End of the Line

How Shelby County came to have a slow-growth policy.



This is what a no-growth policy looks like.

The mayor of Memphis, the mayor of Shelby County, the mayors of six municipalities, 13 Memphis City Council members, 13 Shelby County Commission members, two school superintendents, nine Memphis Board of Education members, and seven Shelby County Board of Education members can't agree on how to pay for a proposed new high school in Arlington, so nothing happens.

And, for a while at least, suburban sprawl along Interstate 40 in northeastern Shelby County is slowed if not stopped.

That's it. No seminars, no proclamations, no conferences, no consultants. Just good old politics and inaction.

Contrary to a recent Commercial Appeal editorial, no action is always an option, maybe not the best option but not necessarily a bad one either.

One of the stranger notions of our time is the alleged "crisis" that is forcing Shelby County to build a new high school in Arlington, which the great majority of Shelby County residents could not find without a map. Arlington has become the focal point of the whole debate about how to fund public education and the cost of new schools in Memphis and Shelby County.

The Arlington Express looked like it was running out of steam this week. Mayor Willie Herenton showed no signs of budging from his insistence that the only real solution is to combine the two school systems, but no other mayor or elected body has seconded the motion. County mayor A C Wharton's counterproposal has been embraced mainly by the 30 percent of Shelby County residents who live outside the city of Memphis and are represented by an all-white school board.

Other alternatives to the current policy in which new school construction in the county triggers new school construction in the city also lack key support. This week the Shelby County Commission postponed a vote on the use of rural school bonds as a white Republican, Joyce Avery, joined a black Democrat, Julian Bolton, in voicing concern about that idea and the assumption that Arlington is more needy than, say, Millington.

"I really think we're at the end of the line," said commission chairman Walter Bailey, who doubts that rural school bonds have enough votes to pass.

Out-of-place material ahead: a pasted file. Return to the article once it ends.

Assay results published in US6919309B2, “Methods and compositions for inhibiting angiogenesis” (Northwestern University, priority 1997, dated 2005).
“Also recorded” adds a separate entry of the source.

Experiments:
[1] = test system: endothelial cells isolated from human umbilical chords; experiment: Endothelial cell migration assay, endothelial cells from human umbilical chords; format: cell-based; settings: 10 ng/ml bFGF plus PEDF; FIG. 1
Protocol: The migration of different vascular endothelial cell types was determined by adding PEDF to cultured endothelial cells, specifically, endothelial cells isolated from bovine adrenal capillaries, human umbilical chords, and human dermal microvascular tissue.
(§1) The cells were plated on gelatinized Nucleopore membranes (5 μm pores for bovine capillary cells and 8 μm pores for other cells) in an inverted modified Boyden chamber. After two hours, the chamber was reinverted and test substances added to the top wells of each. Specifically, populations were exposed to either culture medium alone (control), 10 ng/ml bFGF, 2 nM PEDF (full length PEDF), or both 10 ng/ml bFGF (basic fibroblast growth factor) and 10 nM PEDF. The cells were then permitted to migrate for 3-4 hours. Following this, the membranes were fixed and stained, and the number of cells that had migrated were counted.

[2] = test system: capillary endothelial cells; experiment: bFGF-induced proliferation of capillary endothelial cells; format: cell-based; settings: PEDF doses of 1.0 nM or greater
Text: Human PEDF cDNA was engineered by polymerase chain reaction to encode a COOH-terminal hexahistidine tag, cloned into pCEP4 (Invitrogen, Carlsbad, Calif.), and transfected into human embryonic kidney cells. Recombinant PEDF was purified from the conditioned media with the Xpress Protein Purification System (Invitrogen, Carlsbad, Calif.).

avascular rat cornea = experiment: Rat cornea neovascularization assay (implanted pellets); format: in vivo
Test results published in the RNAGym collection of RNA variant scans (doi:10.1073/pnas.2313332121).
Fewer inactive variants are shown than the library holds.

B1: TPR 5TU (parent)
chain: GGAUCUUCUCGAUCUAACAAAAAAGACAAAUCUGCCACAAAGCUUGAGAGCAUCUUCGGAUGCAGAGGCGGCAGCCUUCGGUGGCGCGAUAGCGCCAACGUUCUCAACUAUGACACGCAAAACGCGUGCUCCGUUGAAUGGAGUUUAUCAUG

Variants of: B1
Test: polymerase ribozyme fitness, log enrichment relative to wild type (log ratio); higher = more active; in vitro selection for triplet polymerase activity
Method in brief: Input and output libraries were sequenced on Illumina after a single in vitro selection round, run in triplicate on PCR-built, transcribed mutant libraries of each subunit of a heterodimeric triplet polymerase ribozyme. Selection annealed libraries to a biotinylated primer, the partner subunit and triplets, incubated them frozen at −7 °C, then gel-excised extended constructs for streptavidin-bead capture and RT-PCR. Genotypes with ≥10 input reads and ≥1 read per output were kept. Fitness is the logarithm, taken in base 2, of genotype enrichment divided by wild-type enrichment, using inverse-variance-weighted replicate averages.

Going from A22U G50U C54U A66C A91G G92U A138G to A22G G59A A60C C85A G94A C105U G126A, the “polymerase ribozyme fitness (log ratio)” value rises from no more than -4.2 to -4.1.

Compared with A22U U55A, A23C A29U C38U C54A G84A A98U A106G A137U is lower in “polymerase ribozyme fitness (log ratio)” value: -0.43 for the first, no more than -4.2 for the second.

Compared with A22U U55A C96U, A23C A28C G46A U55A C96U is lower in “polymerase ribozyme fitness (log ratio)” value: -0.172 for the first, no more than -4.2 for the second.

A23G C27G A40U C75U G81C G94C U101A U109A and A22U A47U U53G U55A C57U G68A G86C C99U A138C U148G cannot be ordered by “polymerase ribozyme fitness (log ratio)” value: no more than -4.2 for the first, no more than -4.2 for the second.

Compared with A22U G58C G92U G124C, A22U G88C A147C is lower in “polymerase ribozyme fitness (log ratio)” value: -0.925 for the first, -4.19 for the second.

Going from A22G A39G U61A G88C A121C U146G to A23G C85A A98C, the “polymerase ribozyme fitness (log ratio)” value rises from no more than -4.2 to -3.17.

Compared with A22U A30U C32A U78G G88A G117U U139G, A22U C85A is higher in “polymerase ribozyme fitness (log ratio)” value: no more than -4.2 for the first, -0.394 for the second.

As long as there are two systems, Bailey favors the current funding formula because he thinks it is fair to the city of Memphis. He worries that Herenton's challenge to the county to pay for its own schools without taxing Memphians could come back to haunt Memphis when its own schools need repairs.

"That's letting the camel get his nose inside the tent," he said.

Avery and Bolton's sudden alarm about Millington High School, which is part of the county system, is bad news for Arlington. As Bolton noted, Millington residents have been paying municipal and county property taxes for years and their old high school needs work.

Millington is the designated Needy Old School of the day, but a better choice would be Central High School, which has seen five generations of Memphians walk through its nearly 100-year-old halls with that unmistakable smell of Old Building. If more than 1,000 students can go to the same school that Machine Gun Kelly attended and perform capably, even exceptionally, then what's the rush in Arlington?

Here are three things that haven't been done yet in Arlington:

· Tax the neighbors. Homeowners in nearby Lakeland pay zero property taxes. That's right, zero. Lakeland, with several new subdivisions, is the only municipality in Shelby County without a property tax.

· Tax the residents. Arlington has a property tax rate of $1, which is lower than Millington ($1.23), Germantown ($1.30), Collierville ($1.45), or Memphis ($3.23).

· Tax homebuilders. Every time somebody suggests an impact fee of $1,000 or $2,000 a lot, the homebuilders and their agents shoot it down as an intolerable hardship that would cause home construction in Shelby County to dry up.

The plain evidence suggests this is nonsense. Developers and builders say people are taking money out of the stock market and putting it in their homes instead.

"The question people ask is how much house can I afford," says suburban developer Jackie Welch.

The spread of new subdivisions in Shelby County shows strong demand, and rock-bottom mortgage loan interest rates of 6 percent offset the added cost of impact fees that would be passed on to buyers and rolled into the loan. Home loan demand is so strong that Wall Street Journal ran a story this week about truck drivers who are getting rich in their new careers as home mortgage brokers.

The bottom line is that new schools are magnets for growth or flight, whichever you want to call it. The crowded county school system is the product of an ad hoc "growth policy" that's let developers choose and sell sites to the school board in close proximity to their subdivisions and shopping centers for the last 15 years.

There has been no formal discussion of changing to a policy of "slow growth" or "no growth." It has just happened by gridlock and inaction. Underlying that inaction is the revolutionary notion that if the Shelby County Board of Education wants a new high school in the boondocks, then maybe it should A) look more like the rest of Shelby County and B) ask the direct beneficiaries to help pay for it.

Keep the Flyer Free!

Always independent, always free (never a paywall),
the Memphis Flyer is your source for the best in local news and information.

Now we want to expand and enhance our work.
That's why we're asking you to join us as a Frequent Flyer member.

You'll get membership perks (find out more about those here) and help us continue to deliver the independent journalism you've come to expect.

Add a comment